“Is that the Spin version?” Anybody walking on court with a new Wilson racquet will undoubtedly get asked that question. I did when I took the Blade 98S out for playtest. Unlike the standard Blade 98, with its 16x19 or 18x20 string patterns, the newer spin model sports a 18x16 configuration. Having fewer cross strings is designed to allow for greater string movement and spin potential. The spin version is also slightly lighter—less string will do that—which promotes greater racquet head speed, another ingredient for increased spin.
Even with less on the scale, the Blade 98S felt surprisingly sturdy. Shots hit around the top of the string bed didn’t result in much twisting or power outage. And the wide open string pattern offers a pretty forgiving feel. It also gives the ball a little extra lift and rotation, which could really benefit players who need a boost in the spin department.
The one caveat I would offer potential users is to sample it as you would any other frame. There’s a golf technique axiom: Let the club head do the work. The instruction is meant to encourage players to take a relaxed, fluid swing that will result in solid contact. Because the prime directive of this frame is increased spin, there’s a temptation to exaggerate swing paths to see how much of it can be generated. I found myself doing this on a few forehands and kick serves and the results were predictably flawed. The racquet is not a magic wand that will grant you Nadal-like topspin. But when allowed to do its job properly, the Blade 98S definitely has its rewards.
Those are a few quick reactions I had to my hitting sessions with the frame. For a more thorough, in-depth review, I’m going to turn The Pro Shop over to Mitch Case. Mitch is a certified PTR Professional, USRSA Master Racquet Technician, Etcheberry Fitness Coach, and the Director of Tennis at Woodridge Lake in Goshen, CT. He’s also an accomplished player and, most importantly, a racquet junkie. Here’s Mitch's take on the Blade 98S:
The Wilson Blade 98S measures in as the most maneuverable of the Blade series at 1 point HL, 11 ounces, and with a swingweight of 321. The frame is quick through the air on ground strokes, allowing the player to take full advantage of the 18x16 string pattern on both topspin and slice shots. While I prefer heavier sticks, any additional mass in this frame, especially in the head, would have made the racquet too powerful for the target audience. And though the frame may be lacking the plowthrough of other player’s racquets, the stability of the hoop keeps it from feeling too flimsy. The soft string bed, in combination with the weight and the medium stiffness of the head, blend perfectly to produce a frame that is powerful, yet controllable.
On ground strokes, the Blade lived up to its namesake. It effortlessly accelerates through the stroke, making it easy to cut through the air and whip up on the ball. Though there is a slight learning curve when it comes to extremely open patterned frames, the racquet itself is fairly consistent. The open pattern launches the ball slightly higher than usual, but the additional spin drops the ball into the court much faster. On flat shots and passing shots, the ball would sink deeply into the strings before exploding passed the net player. The majority of slices came off the racquet with aggressive spin and skidded low, though an occasional ball would float long. When hitting with the top of the hoop on defensive shots, the feel is a bit jarring, but the racquet is just stiff enough to get the ball back over the net.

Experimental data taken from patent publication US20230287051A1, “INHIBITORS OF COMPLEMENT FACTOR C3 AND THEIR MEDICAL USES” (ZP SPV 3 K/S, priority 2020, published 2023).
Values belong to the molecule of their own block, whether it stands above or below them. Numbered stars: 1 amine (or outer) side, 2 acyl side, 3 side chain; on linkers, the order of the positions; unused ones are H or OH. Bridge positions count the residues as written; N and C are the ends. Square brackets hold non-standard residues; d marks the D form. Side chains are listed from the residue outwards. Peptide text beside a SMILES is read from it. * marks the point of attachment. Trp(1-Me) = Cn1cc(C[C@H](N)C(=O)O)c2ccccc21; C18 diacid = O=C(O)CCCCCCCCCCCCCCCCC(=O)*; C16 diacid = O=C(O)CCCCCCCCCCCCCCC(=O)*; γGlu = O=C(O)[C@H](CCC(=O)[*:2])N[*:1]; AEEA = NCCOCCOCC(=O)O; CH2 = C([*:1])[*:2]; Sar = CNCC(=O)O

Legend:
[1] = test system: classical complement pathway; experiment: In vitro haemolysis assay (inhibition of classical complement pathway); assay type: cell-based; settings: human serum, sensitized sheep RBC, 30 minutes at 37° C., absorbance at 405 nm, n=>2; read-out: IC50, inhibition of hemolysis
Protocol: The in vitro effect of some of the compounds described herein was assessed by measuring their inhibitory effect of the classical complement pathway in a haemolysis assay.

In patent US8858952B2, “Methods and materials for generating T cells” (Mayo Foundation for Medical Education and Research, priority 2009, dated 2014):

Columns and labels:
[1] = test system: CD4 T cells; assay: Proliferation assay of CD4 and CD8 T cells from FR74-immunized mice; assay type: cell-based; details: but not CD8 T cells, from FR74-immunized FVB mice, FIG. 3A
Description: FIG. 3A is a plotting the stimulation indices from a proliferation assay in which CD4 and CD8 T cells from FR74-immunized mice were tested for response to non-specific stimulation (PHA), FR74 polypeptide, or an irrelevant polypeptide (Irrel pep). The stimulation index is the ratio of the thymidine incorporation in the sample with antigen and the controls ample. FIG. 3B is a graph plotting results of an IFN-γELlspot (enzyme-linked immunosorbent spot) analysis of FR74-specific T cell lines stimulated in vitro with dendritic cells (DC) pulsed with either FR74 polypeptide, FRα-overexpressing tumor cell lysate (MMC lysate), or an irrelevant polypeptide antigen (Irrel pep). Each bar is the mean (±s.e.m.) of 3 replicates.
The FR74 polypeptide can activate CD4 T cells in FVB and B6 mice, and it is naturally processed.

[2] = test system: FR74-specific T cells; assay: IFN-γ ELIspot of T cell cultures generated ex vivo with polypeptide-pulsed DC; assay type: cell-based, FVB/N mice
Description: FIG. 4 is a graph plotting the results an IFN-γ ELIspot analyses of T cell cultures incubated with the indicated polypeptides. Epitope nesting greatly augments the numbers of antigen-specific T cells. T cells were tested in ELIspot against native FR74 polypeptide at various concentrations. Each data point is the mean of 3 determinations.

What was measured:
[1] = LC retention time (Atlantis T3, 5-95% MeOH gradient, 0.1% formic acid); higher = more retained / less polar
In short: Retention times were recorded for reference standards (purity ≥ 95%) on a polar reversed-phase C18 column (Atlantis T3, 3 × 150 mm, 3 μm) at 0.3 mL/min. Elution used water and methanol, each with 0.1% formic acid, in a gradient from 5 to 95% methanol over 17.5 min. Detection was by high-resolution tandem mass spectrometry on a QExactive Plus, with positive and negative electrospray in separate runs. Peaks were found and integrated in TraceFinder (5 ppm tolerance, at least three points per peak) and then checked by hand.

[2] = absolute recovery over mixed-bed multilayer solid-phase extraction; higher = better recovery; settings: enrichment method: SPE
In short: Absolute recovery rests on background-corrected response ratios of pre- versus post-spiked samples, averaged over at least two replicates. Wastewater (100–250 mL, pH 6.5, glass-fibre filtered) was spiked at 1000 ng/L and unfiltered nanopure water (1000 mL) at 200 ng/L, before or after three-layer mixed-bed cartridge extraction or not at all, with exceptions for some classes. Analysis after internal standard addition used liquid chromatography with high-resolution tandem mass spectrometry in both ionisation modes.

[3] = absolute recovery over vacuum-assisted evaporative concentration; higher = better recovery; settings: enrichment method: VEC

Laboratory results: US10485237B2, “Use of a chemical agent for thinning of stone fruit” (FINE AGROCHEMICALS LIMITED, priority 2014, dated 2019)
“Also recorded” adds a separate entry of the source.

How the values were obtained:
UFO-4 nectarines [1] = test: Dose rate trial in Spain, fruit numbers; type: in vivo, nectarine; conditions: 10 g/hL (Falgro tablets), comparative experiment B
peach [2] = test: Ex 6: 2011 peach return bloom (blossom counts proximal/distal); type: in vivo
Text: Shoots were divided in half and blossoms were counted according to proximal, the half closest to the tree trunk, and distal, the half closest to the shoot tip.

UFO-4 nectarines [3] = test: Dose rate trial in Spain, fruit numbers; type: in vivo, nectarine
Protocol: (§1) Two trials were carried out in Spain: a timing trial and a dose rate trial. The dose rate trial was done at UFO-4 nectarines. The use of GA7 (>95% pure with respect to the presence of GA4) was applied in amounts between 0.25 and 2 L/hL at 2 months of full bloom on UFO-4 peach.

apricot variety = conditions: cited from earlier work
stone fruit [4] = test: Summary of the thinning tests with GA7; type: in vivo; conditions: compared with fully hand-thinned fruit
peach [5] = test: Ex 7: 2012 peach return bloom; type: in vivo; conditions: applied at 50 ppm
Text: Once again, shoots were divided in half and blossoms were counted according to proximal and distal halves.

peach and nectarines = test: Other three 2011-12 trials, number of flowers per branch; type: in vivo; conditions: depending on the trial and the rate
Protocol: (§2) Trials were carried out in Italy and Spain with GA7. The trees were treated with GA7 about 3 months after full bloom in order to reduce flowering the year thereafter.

For me, the frame really shines on flat serves. Even with a medium-speed swing, I was able to produce a consistently fast ball. The softness of the string bed allows the ball to pocket nicely, before sending the ball screaming towards the opponent. To my dismay, however, I did not notice a dramatic increase in rotation or kick on spin serves. In fact, I felt as if I needed to work harder to produce the same amount of kick that I achieve with my 12+ ounce, 18x20 racquet.
The Blade is lightning quick at the net. It’s incredibly easy to get around and into position on standard volleys, as well as reflex volleys. I had no problem dialing-in my forehand volley, but my backhand volley tended to float long and/or sit up. Once I closed down the racquet face, I was able to knife through the ball, though I had to swing more than usual. Due to the light weight, off-center hits were manageable, but less than pleasant. The feel on the volleys was good enough, not great. It was like listening to a really good song through a cheap pair of headphones: I was just missing that little bit of nuance that differentiates a great shot from an exceptional shot.
Overall, the Wilson Blade 98S is a solid performer. It has many of the great characteristics of a player’s frame, while being maneuverable and fast enough for less experienced players. It’s speed and “whip-i-ness” make it a blast to play with. While not the softest racquet on the market, the open pattern plays very comfortably and should allow more sensitive arms to try full poly or poly hybrids. The frame would be a great choice for advancing junior players, as well and strong intermediate to advanced adult players (3.5 and up). Advanced players looking for a little more heft or control can look towards the 16x19 and 18x20 Blade models.